In the era of #MeToo, a return to a literary classic—Charlotte Brontë’s Jane Eyre—explores issues of revolt and recuperation. As Christine Blasey Ford found out, being heard is not the same as being listened to. In her heroic act of self-immolation—speaking out about a painful and life-changing experience only to have her story dismissed—Doctor Ford established that a rational woman is no contest for an hysterical and intemperate man. Do not speak if you do not want to be silenced.
Carol Ayres explores ‘a peculiar poem even for Borges and finds his remoteness of language at odds with the imagery, which references butchers and prostitutes (and witches)—the working class, that is, which is usually associated with plain speech not abstruse or rarefied language. This contrast—between form and content, as well as between the quotidian reality of the butchers and prostitutes and the language used to describe it—introduces one of the primary tensions of the poem.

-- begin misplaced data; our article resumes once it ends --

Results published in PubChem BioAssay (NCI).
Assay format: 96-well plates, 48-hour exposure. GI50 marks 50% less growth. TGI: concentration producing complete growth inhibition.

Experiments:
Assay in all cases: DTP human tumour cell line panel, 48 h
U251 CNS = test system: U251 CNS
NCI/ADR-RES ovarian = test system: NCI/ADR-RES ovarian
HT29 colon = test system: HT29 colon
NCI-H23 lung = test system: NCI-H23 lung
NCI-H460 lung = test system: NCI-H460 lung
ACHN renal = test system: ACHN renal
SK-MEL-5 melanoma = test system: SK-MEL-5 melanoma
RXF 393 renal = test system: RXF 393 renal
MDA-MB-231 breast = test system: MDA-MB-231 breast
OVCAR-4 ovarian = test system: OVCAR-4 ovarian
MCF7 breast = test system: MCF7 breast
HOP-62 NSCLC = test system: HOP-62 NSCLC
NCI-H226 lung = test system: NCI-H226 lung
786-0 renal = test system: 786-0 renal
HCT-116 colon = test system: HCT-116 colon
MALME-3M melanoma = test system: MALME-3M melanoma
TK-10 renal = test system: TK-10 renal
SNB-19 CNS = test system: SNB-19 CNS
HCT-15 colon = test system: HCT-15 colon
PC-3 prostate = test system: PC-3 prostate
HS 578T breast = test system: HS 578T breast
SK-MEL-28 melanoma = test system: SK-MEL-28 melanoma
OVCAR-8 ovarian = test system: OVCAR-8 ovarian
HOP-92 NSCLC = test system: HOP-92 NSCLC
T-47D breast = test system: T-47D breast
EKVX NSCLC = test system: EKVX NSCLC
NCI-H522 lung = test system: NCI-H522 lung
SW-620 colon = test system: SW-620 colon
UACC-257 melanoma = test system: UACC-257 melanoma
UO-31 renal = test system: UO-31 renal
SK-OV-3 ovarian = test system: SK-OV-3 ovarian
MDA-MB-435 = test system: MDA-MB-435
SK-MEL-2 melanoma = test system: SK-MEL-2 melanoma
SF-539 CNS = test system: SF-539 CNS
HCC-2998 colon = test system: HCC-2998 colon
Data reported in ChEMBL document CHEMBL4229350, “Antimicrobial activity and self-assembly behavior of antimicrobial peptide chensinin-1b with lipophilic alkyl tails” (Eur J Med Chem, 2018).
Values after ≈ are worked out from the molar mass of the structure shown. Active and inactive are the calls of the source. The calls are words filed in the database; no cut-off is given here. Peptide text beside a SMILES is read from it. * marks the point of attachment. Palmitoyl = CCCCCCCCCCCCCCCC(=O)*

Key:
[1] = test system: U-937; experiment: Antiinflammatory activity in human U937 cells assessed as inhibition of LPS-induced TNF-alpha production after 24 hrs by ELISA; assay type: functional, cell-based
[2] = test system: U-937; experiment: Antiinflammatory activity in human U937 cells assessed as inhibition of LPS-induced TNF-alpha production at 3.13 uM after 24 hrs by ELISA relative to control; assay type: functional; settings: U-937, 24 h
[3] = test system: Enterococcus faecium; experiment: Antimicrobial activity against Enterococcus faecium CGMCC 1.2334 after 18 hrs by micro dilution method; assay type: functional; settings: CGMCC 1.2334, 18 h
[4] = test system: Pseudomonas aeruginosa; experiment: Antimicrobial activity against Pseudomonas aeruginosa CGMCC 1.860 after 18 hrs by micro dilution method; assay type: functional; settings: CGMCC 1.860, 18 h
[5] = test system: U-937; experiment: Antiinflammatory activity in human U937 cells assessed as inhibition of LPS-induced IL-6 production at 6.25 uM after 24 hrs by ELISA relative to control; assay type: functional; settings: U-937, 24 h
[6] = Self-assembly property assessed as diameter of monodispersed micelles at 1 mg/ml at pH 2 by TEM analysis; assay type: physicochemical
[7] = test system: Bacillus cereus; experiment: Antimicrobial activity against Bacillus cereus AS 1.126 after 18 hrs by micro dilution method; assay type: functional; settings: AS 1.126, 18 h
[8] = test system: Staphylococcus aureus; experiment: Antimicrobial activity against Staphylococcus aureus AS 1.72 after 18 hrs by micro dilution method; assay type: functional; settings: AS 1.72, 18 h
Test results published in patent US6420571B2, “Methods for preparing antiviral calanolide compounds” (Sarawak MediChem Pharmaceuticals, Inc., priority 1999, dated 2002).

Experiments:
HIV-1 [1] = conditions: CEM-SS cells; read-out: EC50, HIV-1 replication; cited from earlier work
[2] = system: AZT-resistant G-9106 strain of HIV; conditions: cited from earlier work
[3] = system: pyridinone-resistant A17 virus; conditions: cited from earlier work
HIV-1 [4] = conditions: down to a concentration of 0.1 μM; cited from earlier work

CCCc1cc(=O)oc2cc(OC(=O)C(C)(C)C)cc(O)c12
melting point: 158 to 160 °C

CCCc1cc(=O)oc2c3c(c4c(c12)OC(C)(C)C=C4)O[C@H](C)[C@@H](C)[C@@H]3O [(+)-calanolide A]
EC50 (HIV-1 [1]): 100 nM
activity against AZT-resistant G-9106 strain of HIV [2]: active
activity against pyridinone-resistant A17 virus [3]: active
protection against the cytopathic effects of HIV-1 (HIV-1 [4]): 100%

Covington was one of a cluster of villages and small towns that, since the second war, had crawled surreptitiously outward to meet each other, eating away, as they advanced, at what Emily remembered as green and gently rolling countryside with the dull, uniform face of post-war development. The 5:44 Harlowe local took Emily home each evening to her squat, two-storey, redbrick house set slightly apart from the huddle of cottages made of local stone that made up the heart of the village. On the green, unsupervised children were piling assorted rubbish onto the already dangerously unbalanced bonfire that would be lit, she believed, at seven o’clock to ‘celebrate’ the failure of Guy Fawkes’ sedition.